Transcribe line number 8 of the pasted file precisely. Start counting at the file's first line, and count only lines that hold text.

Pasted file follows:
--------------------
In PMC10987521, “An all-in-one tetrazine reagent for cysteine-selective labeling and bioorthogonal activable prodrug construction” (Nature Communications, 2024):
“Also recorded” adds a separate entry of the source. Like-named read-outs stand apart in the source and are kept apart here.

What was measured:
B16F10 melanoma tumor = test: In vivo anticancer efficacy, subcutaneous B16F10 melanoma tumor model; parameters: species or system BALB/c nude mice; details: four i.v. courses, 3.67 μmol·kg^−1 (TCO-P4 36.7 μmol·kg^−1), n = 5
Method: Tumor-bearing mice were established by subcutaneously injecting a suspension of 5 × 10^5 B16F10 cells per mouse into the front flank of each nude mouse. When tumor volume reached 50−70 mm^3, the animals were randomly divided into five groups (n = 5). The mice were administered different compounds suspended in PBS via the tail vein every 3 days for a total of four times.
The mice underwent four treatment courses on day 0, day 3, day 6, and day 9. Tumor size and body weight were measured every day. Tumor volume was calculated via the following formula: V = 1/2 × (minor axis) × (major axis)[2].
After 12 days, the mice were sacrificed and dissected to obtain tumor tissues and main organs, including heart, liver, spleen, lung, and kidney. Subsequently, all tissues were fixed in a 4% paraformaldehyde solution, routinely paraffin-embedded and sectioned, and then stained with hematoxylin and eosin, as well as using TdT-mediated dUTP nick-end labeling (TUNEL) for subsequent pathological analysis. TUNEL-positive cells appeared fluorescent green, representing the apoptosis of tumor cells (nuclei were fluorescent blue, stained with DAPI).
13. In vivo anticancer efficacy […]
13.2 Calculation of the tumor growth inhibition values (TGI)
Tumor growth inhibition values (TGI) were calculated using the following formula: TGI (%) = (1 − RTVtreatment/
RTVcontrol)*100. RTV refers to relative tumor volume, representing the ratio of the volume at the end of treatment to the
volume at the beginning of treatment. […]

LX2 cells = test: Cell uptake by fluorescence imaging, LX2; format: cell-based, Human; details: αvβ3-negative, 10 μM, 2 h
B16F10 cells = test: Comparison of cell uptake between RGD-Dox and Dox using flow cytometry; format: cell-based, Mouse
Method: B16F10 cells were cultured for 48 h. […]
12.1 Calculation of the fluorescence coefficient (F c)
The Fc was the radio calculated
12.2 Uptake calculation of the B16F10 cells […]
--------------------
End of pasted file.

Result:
13. In vivo anticancer efficacy […]